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Posture-Positive Workspace

Updated: Apr 20, 2023

Day after day, sitting (or maybe standing) at a desktop or laptop can generate a lot of muscle and joint stress. Anything less than perfect posture is a recipe for pain. Head position, elbow support, spine and pelvis posture, position of thighs and legs all come together when setting up a posture-positive work space.

Working at a computer for long hours is kinda like taking a long hike (without the fresh air). You need proper equipment. For the hike, you need good shoes and maybe hiking sticks for rough terrain with a heavy pack etc. For computer work, if you're going to sit for a while you need a good chair. A good chair should have arm rests that adjust to your body and a seat that has a depth adjustment for your thigh length. Looking for a new (or like new) chair? These two office furniture stores have an excellent selection: and great customer service!


This is a MUST SEE video on how to set up your computer. It shows everything you need to know for desktop or laptop set up: (5 minute video)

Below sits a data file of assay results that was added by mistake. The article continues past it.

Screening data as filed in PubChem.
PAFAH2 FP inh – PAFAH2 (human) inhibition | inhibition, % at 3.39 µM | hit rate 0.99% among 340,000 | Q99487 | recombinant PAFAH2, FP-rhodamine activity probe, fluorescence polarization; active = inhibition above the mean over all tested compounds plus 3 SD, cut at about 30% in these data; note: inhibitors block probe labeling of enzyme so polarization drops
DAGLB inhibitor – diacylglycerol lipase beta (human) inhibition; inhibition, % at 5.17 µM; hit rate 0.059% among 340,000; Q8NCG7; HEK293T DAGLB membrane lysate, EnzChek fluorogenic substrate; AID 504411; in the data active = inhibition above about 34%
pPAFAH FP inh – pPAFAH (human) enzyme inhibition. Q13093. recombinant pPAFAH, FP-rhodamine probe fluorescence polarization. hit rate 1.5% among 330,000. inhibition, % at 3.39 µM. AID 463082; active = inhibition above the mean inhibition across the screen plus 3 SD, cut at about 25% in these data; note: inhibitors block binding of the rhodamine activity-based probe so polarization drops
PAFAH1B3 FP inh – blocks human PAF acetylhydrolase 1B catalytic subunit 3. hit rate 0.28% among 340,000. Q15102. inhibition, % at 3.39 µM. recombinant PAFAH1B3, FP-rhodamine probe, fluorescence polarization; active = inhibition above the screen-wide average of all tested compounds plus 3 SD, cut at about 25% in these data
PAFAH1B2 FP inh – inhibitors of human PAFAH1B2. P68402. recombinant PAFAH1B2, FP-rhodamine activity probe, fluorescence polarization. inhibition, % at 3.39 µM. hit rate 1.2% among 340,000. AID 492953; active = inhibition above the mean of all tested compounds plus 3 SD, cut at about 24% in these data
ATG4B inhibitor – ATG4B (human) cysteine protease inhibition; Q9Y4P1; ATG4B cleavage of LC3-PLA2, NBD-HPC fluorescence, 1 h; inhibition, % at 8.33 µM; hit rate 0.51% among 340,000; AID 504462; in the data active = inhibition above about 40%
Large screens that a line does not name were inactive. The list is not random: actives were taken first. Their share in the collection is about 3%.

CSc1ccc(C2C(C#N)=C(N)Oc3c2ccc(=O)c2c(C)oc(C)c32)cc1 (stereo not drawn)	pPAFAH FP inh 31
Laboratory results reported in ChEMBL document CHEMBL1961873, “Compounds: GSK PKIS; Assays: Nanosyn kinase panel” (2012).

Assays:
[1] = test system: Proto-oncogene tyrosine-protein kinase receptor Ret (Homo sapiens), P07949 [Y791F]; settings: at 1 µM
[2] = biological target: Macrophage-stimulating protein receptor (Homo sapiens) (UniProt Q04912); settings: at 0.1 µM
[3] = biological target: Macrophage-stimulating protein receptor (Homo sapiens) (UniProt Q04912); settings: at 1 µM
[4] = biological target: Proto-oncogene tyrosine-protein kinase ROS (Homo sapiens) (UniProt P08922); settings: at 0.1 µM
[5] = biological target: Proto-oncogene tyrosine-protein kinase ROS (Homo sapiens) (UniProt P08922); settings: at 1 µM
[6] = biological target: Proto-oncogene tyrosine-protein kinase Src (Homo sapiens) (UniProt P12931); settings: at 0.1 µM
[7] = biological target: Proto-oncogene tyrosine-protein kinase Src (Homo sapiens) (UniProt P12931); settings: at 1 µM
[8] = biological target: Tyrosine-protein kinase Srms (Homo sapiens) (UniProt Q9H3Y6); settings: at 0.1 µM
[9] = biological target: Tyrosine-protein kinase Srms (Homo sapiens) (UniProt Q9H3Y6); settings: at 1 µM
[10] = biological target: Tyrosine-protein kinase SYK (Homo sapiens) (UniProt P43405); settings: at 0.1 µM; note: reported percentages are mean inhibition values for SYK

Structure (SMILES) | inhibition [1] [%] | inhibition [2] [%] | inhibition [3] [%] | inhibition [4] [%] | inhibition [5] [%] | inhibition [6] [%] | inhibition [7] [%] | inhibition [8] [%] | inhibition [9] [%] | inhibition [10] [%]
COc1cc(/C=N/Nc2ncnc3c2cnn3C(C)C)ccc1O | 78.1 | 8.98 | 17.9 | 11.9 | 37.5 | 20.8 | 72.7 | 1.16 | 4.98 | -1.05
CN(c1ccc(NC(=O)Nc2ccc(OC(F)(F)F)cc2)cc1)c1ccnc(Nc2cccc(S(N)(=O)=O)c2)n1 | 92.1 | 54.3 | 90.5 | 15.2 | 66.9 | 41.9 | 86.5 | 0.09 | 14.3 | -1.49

Do you use a standing desk? Please check out this video:


For elbow position look at the pictures and note how the arm rests support the weight of the arm and shoulder. This is more important than supporting the wrists.

Now, sit with your spine upright, neither leaning forward or backward with your low back supported. This is the best for your spine. If the seat is too deep, this is not possible. A person with shorter thighs needs a chair that adjusts for seat depth. People with shorter lower legs may need a foot stool. If the chair is set real low, it may be too low for proper arm positioning, so the fix is to raise the floor (with a foot rest).

To work long hours on a laptop, it should be raised up so the top of the screen is level with your eyes and use a separate keyboard and mouse.

Thanks for reading. Put these suggestions to work for your health.



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